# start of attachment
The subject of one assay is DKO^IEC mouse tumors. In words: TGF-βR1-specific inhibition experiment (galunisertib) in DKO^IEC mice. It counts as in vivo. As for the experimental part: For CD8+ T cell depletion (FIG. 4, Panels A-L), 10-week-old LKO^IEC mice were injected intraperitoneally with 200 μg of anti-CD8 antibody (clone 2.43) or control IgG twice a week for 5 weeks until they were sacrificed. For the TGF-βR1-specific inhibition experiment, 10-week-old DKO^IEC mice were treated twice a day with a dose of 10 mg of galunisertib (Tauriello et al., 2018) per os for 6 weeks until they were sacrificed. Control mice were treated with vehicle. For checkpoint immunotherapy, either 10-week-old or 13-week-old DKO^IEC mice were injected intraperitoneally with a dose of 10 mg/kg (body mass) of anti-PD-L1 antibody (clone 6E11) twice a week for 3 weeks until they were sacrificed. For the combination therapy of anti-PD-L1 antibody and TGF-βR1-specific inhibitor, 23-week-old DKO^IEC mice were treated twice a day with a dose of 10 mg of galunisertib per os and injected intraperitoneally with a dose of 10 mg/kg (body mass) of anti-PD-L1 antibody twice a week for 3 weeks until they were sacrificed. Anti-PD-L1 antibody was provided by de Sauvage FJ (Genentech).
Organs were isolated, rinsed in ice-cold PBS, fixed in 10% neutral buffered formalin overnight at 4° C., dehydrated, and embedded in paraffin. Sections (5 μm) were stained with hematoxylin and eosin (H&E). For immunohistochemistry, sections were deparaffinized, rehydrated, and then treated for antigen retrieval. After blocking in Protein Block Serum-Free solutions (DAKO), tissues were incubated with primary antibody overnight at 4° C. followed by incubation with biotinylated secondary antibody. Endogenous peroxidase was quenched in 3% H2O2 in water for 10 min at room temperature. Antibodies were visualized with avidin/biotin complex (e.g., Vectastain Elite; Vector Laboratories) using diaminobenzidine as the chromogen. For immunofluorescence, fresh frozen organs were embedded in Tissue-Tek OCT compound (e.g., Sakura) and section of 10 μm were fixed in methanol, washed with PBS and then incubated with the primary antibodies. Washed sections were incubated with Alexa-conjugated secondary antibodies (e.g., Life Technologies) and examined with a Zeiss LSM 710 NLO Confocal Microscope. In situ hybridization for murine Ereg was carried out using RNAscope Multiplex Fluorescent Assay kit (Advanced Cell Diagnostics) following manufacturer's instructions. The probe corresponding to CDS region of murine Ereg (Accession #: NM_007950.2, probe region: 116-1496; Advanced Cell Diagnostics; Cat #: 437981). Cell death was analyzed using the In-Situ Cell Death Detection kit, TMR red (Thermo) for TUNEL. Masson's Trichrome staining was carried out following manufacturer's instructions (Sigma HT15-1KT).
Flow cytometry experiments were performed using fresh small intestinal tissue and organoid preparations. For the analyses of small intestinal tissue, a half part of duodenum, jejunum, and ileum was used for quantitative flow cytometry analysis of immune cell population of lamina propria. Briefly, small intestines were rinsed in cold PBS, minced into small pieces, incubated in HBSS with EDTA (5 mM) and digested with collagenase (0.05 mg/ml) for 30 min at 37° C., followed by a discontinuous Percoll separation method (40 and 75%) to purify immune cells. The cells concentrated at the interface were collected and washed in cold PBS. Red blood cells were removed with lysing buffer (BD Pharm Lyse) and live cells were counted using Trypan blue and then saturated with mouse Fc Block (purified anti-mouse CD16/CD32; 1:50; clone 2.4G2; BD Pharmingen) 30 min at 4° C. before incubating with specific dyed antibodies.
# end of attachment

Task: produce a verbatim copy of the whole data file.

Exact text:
The subject of one assay is DKO^IEC mouse tumors. In words: TGF-βR1-specific inhibition experiment (galunisertib) in DKO^IEC mice. It counts as in vivo. As for the experimental part: For CD8+ T cell depletion (FIG. 4, Panels A-L), 10-week-old LKO^IEC mice were injected intraperitoneally with 200 μg of anti-CD8 antibody (clone 2.43) or control IgG twice a week for 5 weeks until they were sacrificed. For the TGF-βR1-specific inhibition experiment, 10-week-old DKO^IEC mice were treated twice a day with a dose of 10 mg of galunisertib (Tauriello et al., 2018) per os for 6 weeks until they were sacrificed. Control mice were treated with vehicle. For checkpoint immunotherapy, either 10-week-old or 13-week-old DKO^IEC mice were injected intraperitoneally with a dose of 10 mg/kg (body mass) of anti-PD-L1 antibody (clone 6E11) twice a week for 3 weeks until they were sacrificed. For the combination therapy of anti-PD-L1 antibody and TGF-βR1-specific inhibitor, 23-week-old DKO^IEC mice were treated twice a day with a dose of 10 mg of galunisertib per os and injected intraperitoneally with a dose of 10 mg/kg (body mass) of anti-PD-L1 antibody twice a week for 3 weeks until they were sacrificed. Anti-PD-L1 antibody was provided by de Sauvage FJ (Genentech).
Organs were isolated, rinsed in ice-cold PBS, fixed in 10% neutral buffered formalin overnight at 4° C., dehydrated, and embedded in paraffin. Sections (5 μm) were stained with hematoxylin and eosin (H&E). For immunohistochemistry, sections were deparaffinized, rehydrated, and then treated for antigen retrieval. After blocking in Protein Block Serum-Free solutions (DAKO), tissues were incubated with primary antibody overnight at 4° C. followed by incubation with biotinylated secondary antibody. Endogenous peroxidase was quenched in 3% H2O2 in water for 10 min at room temperature. Antibodies were visualized with avidin/biotin complex (e.g., Vectastain Elite; Vector Laboratories) using diaminobenzidine as the chromogen. For immunofluorescence, fresh frozen organs were embedded in Tissue-Tek OCT compound (e.g., Sakura) and section of 10 μm were fixed in methanol, washed with PBS and then incubated with the primary antibodies. Washed sections were incubated with Alexa-conjugated secondary antibodies (e.g., Life Technologies) and examined with a Zeiss LSM 710 NLO Confocal Microscope. In situ hybridization for murine Ereg was carried out using RNAscope Multiplex Fluorescent Assay kit (Advanced Cell Diagnostics) following manufacturer's instructions. The probe corresponding to CDS region of murine Ereg (Accession #: NM_007950.2, probe region: 116-1496; Advanced Cell Diagnostics; Cat #: 437981). Cell death was analyzed using the In-Situ Cell Death Detection kit, TMR red (Thermo) for TUNEL. Masson's Trichrome staining was carried out following manufacturer's instructions (Sigma HT15-1KT).
Flow cytometry experiments were performed using fresh small intestinal tissue and organoid preparations. For the analyses of small intestinal tissue, a half part of duodenum, jejunum, and ileum was used for quantitative flow cytometry analysis of immune cell population of lamina propria. Briefly, small intestines were rinsed in cold PBS, minced into small pieces, incubated in HBSS with EDTA (5 mM) and digested with collagenase (0.05 mg/ml) for 30 min at 37° C., followed by a discontinuous Percoll separation method (40 and 75%) to purify immune cells. The cells concentrated at the interface were collected and washed in cold PBS. Red blood cells were removed with lysing buffer (BD Pharm Lyse) and live cells were counted using Trypan blue and then saturated with mouse Fc Block (purified anti-mouse CD16/CD32; 1:50; clone 2.4G2; BD Pharmingen) 30 min at 4° C. before incubating with specific dyed antibodies.